10 major milestones for women behind the camera in Hollywood
She's only the second woman to win best director in Cannes Film Festival history. Video provided by Newsy
For all the progress Hollywood depicts in its films, behind the scenes, gender and racial equality has barely inched forward in the last several decades. In fact, just 7% of 2016's top-grossing films were directed by women, a two percentage point drop from 2015, according to research by the Center for the Study of Women in Television & Film at San Diego State University.
That's why every milestone for women behind the camera — including Woman Woman's record-breaking first weekend — rings so loudly from the proverbial hilltops, why every female director who is judged on her work (instead of her poise, presence or beauty) remains a victory for all.
USA TODAY looks back at 10 firsts for female directors.
'Wonder Woman' Patty Jenkins crushes first weekend records
Jenkins smashed female superhero stereotypes and box-office records: Wonder Woman had the biggest opening weekend ever for a movie directed by a woman, raking in $103.3 million. (The previous record holder, Sam Taylor-Johnson's Fifty Shades of Grey, opened with $85.2 million in 2015.) "I will not downplay it and say it was easy or it was not an incredible task," Jenkins told USA TODAY. "But what’s notable to me is it’s not that difficult of a task. ... It’s not that different for me to direct than anybody else." Like a man.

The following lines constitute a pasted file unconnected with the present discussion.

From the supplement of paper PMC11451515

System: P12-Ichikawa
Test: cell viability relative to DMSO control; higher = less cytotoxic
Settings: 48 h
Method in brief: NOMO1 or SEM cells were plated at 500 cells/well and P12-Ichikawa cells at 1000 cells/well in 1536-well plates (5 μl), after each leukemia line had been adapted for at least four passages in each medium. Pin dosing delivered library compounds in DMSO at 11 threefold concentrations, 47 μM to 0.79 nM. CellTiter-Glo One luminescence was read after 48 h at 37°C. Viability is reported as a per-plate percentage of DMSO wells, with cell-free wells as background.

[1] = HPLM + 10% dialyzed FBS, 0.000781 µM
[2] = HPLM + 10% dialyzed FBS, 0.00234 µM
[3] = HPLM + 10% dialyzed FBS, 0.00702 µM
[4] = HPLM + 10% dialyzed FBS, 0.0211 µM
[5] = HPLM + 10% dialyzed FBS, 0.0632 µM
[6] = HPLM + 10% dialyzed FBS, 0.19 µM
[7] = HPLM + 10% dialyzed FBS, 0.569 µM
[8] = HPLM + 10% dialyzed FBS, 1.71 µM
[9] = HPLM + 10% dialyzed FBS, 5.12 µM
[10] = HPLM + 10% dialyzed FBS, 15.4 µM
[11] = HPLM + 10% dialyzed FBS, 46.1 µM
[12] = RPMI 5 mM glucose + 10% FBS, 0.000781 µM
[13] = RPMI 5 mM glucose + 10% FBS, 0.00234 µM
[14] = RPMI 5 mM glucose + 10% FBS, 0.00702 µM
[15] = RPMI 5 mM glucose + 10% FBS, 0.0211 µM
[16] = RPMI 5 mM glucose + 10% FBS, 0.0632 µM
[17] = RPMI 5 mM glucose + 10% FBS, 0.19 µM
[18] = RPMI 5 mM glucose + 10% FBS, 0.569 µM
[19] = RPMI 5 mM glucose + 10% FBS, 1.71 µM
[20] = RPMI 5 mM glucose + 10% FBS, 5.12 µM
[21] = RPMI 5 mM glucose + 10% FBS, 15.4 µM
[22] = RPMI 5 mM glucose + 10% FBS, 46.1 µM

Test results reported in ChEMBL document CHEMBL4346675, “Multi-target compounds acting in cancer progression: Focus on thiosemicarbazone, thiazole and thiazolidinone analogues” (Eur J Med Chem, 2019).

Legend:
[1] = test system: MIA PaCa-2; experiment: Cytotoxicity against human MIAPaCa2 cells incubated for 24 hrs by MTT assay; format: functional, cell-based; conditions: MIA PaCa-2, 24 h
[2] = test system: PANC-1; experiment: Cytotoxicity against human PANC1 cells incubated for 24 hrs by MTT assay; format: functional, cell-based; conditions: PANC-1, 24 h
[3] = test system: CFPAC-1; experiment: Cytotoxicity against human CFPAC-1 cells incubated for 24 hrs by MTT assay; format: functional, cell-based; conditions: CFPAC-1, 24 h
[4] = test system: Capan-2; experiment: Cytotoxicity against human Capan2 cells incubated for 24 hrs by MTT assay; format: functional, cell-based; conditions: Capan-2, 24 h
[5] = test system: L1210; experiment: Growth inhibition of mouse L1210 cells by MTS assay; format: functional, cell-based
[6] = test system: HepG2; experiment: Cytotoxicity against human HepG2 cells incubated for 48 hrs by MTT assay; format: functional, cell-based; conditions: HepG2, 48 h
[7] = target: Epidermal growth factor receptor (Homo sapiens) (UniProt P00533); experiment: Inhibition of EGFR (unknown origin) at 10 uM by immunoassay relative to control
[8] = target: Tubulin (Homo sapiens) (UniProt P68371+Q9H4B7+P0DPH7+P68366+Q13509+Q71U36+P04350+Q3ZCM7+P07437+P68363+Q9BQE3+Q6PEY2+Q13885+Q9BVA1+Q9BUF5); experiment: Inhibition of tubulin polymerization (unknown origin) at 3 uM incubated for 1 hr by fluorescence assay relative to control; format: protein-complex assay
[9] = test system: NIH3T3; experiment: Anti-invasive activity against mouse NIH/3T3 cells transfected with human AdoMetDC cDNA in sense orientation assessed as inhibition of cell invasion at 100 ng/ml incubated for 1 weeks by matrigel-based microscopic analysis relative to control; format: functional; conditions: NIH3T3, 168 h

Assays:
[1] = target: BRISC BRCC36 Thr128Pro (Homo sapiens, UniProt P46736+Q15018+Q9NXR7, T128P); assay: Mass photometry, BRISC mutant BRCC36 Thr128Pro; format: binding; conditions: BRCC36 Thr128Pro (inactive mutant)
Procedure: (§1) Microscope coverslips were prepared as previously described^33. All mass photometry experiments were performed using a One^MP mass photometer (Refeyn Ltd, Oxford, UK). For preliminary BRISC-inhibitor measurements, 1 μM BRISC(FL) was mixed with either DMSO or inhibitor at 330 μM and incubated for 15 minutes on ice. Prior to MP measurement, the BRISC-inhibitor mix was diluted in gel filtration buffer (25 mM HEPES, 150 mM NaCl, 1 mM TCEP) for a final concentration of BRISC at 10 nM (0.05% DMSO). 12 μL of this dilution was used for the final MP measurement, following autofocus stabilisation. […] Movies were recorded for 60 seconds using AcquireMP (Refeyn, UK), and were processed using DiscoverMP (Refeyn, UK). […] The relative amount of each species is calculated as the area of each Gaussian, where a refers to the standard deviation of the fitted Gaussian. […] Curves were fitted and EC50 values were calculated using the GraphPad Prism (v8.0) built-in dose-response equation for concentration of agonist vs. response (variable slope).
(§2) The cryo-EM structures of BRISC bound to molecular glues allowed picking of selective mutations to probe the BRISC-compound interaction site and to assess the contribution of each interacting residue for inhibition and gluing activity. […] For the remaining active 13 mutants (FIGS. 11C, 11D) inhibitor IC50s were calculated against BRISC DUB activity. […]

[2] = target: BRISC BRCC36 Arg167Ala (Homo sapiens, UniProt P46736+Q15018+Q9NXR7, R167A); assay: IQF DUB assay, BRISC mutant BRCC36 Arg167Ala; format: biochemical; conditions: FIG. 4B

Lucia Aniello takes back the R-rated comedy reins
Aniello's Rough Night (out Friday), headlined by Scarlett Johansson, is the first R-rated studio comedy directed by a woman in nearly 20 years. (The last was Tamra Davis’ Half Baked in 1998.) It's a fact Aniello (Broad City) finds "more depressing than encouraging." But "even just parading around the statistic is a good thing," she tells USA TODAY. "People are always like, ‘That seems insane,’ but if publicizing this movie makes people realize we need more women directing, especially in comedy, then that part is encouraging.”